There are many AI prototypes that you can see in action on the web. They can think by themselves, interact with humans and apparently have basic ''emotions''. Quite impressive but you know, they only show off the basic stuff and positive side of it. ¸
They do not really think - all they do is to parse what is written to them (with no real understanding of the meaning), and if it succeeds, it is matched against a database of more or less ready-made answers or answer patterns. If there is a match, some or another answer is chosen to be parroted - otherwise, vagueness serves to somewhat mask the unthinking nature of the generic response that follows.
The style of the ready-made answer patterns, what they say and especially how it is phrased
- this gives the "personality" and "emotion" of the AI.
In short, these AIs are mainly a demonstration of psychology - how little it actually takes to convince us we are conversing with "a person". Until, of course, the answers given by the AI get too repetitive or overly patterned, which inevitably happens if the conversation goes on long enough.
I just can't immagine how far this technology must be now, hidden from the public. Think about nanotechnology, quantum computers etc. That opens up countless possibilities. Especially if they have on top of it already solved the UFT (and I think it has been for quite a while actually, away from the public of course).
Well, supercomputer technology makes possible a different kind of AI - and a supercomputer of the future could run a "virtual brain", or some hypothetical other construct with similar functioning but greater efficiency.
Back in 2007, one of the best "standard" supercomputers was able to run the rough equivalent of half a mouse brain in slow-motion:
[...] Half a real mouse brain is thought to have about eight million neurons each one of which can have up to 8,000 synapses, or connections, with other nerve fibres.
Modelling such a system, the trio wrote, puts "tremendous constraints on computation, communication and memory capacity of any computing platform".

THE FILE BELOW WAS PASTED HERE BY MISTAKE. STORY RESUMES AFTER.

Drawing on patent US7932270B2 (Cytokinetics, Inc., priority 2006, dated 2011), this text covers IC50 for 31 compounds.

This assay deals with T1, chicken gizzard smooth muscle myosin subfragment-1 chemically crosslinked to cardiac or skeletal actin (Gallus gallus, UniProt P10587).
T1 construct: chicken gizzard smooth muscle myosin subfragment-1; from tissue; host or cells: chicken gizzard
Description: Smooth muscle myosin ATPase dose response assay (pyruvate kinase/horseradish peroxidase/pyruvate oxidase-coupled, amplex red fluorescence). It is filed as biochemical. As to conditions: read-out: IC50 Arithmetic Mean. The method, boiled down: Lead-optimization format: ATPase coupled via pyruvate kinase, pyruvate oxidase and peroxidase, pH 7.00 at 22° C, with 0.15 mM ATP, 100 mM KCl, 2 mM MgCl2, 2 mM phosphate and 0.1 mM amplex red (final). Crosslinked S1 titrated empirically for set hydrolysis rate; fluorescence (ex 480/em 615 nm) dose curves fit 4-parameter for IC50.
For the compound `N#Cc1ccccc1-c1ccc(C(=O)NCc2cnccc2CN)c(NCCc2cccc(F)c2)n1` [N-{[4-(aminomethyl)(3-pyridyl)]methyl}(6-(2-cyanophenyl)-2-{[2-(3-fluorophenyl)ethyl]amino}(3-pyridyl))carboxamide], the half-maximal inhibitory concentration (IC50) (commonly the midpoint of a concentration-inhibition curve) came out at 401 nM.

The team, from the IBM Almaden Research Lab and the University of Nevada, ran the simulation on a BlueGene L supercomputer that had 4,096 processors, each one of which used 256MB of memory.
Using this machine the researchers created half a virtual mouse brain that had 8,000,000 neurons that had up to 6,300 synapses.
The vast complexity of the simulation meant that it was only run for 10 seconds at a speed ten times slower than real life - the equivalent of one second in a real mouse brain.
On other smaller simulations the researchers said they had seen "biologically consistent dynamical properties" emerge as nerve impulses flowed through the virtual cortex.
In these other tests the team saw the groups of neurons form spontaneously into groups. They also saw nerves in the simulated synapses firing in a ways similar to the staggered, co-ordinated patterns seen in nature.
The researchers say that although the simulation shared some similarities with a mouse's mental make-up in terms of nerves and connections it lacked the structures seen in real mice brains.
Imposing such structures and getting the simulation to do useful work might be a much more difficult task than simply setting up the plumbing.
For future tests the team aims to speed up the simulation, make it more neurobiologically faithful, add structures seen in real mouse brains and make the responses of neurons and synapses more detailed.
I'm skeptical about computers ever acquiring a "soul imprint" comparable to that of even a higher animal like, say, a dog, cat or horse, much less a human being. Logic designers and programmers can give computers their own moral, legal and practical constructs, but on their own computers are just stupid machines. They don't have a "self" that has apperception, the awareness that they perceive and think - Descarte's "I think, therefore I am" - much less feel.
Neural networks, if developed further and ran on sufficiently powerful hardware, might possibly get there.
Alternatively, if some other kind of construct was developed that could cluster into a kind of virtual "brain", yet was more computationally efficient, this might possibly lead there.